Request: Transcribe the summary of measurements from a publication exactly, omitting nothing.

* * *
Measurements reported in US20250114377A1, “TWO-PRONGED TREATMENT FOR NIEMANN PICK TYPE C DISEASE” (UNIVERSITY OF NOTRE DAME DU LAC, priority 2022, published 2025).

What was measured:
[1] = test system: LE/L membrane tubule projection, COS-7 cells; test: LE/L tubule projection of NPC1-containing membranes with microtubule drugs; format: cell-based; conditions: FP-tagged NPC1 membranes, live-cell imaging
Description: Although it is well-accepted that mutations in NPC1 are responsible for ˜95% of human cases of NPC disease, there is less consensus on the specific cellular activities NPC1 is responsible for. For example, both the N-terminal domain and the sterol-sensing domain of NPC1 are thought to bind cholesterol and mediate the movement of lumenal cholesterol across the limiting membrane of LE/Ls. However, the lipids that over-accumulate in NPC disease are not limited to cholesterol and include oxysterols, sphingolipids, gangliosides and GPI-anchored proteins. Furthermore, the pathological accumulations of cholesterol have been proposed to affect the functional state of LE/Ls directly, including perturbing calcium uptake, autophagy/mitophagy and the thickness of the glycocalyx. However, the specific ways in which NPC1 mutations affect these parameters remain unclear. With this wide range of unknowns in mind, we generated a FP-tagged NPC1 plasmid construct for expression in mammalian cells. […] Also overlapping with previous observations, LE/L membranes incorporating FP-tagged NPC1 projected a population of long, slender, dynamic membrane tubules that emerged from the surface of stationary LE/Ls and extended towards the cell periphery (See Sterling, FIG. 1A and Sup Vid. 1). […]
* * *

Measurements reported in US20250114377A1, “TWO-PRONGED TREATMENT FOR NIEMANN PICK TYPE C DISEASE” (UNIVERSITY OF NOTRE DAME DU LAC, priority 2022, published 2025).

What was measured:
[1] = test system: LE/L membrane tubule projection, COS-7 cells; test: LE/L tubule projection of NPC1-containing membranes with microtubule drugs; format: cell-based; conditions: FP-tagged NPC1 membranes, live-cell imaging
Description: Although it is well-accepted that mutations in NPC1 are responsible for ˜95% of human cases of NPC disease, there is less consensus on the specific cellular activities NPC1 is responsible for. For example, both the N-terminal domain and the sterol-sensing domain of NPC1 are thought to bind cholesterol and mediate the movement of lumenal cholesterol across the limiting membrane of LE/Ls. However, the lipids that over-accumulate in NPC disease are not limited to cholesterol and include oxysterols, sphingolipids, gangliosides and GPI-anchored proteins. Furthermore, the pathological accumulations of cholesterol have been proposed to affect the functional state of LE/Ls directly, including perturbing calcium uptake, autophagy/mitophagy and the thickness of the glycocalyx. However, the specific ways in which NPC1 mutations affect these parameters remain unclear. With this wide range of unknowns in mind, we generated a FP-tagged NPC1 plasmid construct for expression in mammalian cells. […] Also overlapping with previous observations, LE/L membranes incorporating FP-tagged NPC1 projected a population of long, slender, dynamic membrane tubules that emerged from the surface of stationary LE/Ls and extended towards the cell periphery (See Sterling, FIG. 1A and Sup Vid. 1). […]